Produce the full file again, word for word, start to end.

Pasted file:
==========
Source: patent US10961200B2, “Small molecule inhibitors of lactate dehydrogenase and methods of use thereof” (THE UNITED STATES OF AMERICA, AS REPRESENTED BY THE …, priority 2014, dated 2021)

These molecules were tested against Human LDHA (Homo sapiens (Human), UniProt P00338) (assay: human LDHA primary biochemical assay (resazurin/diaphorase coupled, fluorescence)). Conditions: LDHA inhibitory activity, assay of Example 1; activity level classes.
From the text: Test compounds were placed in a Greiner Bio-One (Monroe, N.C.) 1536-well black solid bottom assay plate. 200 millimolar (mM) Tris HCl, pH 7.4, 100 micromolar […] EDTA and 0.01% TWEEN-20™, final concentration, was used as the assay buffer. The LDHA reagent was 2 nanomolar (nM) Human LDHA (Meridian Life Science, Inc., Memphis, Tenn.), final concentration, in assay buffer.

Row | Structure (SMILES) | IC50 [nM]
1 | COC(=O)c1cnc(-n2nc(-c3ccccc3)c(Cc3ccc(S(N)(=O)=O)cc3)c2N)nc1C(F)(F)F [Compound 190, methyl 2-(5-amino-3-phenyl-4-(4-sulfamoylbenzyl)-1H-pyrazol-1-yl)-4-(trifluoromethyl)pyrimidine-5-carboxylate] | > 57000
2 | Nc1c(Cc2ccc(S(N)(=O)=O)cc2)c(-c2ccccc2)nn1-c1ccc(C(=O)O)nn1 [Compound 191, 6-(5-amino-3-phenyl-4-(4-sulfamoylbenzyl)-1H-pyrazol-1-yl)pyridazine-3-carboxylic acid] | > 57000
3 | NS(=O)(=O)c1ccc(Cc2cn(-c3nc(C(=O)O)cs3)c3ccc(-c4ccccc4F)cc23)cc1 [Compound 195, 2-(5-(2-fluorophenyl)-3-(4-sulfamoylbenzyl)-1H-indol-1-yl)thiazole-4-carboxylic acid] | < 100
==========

Source: patent US10961200B2, “Small molecule inhibitors of lactate dehydrogenase and methods of use thereof” (THE UNITED STATES OF AMERICA, AS REPRESENTED BY THE …, priority 2014, dated 2021)

These molecules were tested against Human LDHA (Homo sapiens (Human), UniProt P00338) (assay: human LDHA primary biochemical assay (resazurin/diaphorase coupled, fluorescence)). Conditions: LDHA inhibitory activity, assay of Example 1; activity level classes.
From the text: Test compounds were placed in a Greiner Bio-One (Monroe, N.C.) 1536-well black solid bottom assay plate. 200 millimolar (mM) Tris HCl, pH 7.4, 100 micromolar […] EDTA and 0.01% TWEEN-20™, final concentration, was used as the assay buffer. The LDHA reagent was 2 nanomolar (nM) Human LDHA (Meridian Life Science, Inc., Memphis, Tenn.), final concentration, in assay buffer.

Row | Structure (SMILES) | IC50 [nM]
1 | COC(=O)c1cnc(-n2nc(-c3ccccc3)c(Cc3ccc(S(N)(=O)=O)cc3)c2N)nc1C(F)(F)F [Compound 190, methyl 2-(5-amino-3-phenyl-4-(4-sulfamoylbenzyl)-1H-pyrazol-1-yl)-4-(trifluoromethyl)pyrimidine-5-carboxylate] | > 57000
2 | Nc1c(Cc2ccc(S(N)(=O)=O)cc2)c(-c2ccccc2)nn1-c1ccc(C(=O)O)nn1 [Compound 191, 6-(5-amino-3-phenyl-4-(4-sulfamoylbenzyl)-1H-pyrazol-1-yl)pyridazine-3-carboxylic acid] | > 57000
3 | NS(=O)(=O)c1ccc(Cc2cn(-c3nc(C(=O)O)cs3)c3ccc(-c4ccccc4F)cc23)cc1 [Compound 195, 2-(5-(2-fluorophenyl)-3-(4-sulfamoylbenzyl)-1H-indol-1-yl)thiazole-4-carboxylic acid] | < 100